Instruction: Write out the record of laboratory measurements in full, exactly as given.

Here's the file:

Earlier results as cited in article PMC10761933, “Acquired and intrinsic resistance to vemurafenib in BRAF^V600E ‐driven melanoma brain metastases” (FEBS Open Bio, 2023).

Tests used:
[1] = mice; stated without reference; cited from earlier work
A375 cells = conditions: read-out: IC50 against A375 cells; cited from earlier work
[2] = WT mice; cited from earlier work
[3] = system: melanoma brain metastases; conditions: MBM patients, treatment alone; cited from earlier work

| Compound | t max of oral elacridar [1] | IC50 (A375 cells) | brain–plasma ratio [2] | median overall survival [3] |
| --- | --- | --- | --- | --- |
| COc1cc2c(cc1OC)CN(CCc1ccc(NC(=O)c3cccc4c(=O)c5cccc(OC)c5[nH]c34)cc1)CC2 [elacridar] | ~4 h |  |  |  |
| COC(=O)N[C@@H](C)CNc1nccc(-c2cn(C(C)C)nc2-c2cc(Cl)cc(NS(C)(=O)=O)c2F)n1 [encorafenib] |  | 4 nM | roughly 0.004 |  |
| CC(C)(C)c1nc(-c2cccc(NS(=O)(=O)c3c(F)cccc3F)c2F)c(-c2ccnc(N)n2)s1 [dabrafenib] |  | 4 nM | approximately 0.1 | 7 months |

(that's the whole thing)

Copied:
Earlier results as cited in article PMC10761933, “Acquired and intrinsic resistance to vemurafenib in BRAF^V600E ‐driven melanoma brain metastases” (FEBS Open Bio, 2023).

Tests used:
[1] = mice; stated without reference; cited from earlier work
A375 cells = conditions: read-out: IC50 against A375 cells; cited from earlier work
[2] = WT mice; cited from earlier work
[3] = system: melanoma brain metastases; conditions: MBM patients, treatment alone; cited from earlier work

| Compound | t max of oral elacridar [1] | IC50 (A375 cells) | brain–plasma ratio [2] | median overall survival [3] |
| --- | --- | --- | --- | --- |
| COc1cc2c(cc1OC)CN(CCc1ccc(NC(=O)c3cccc4c(=O)c5cccc(OC)c5[nH]c34)cc1)CC2 [elacridar] | ~4 h |  |  |  |
| COC(=O)N[C@@H](C)CNc1nccc(-c2cn(C(C)C)nc2-c2cc(Cl)cc(NS(C)(=O)=O)c2F)n1 [encorafenib] |  | 4 nM | roughly 0.004 |  |
| CC(C)(C)c1nc(-c2cccc(NS(=O)(=O)c3c(F)cccc3F)c2F)c(-c2ccnc(N)n2)s1 [dabrafenib] |  | 4 nM | approximately 0.1 | 7 months |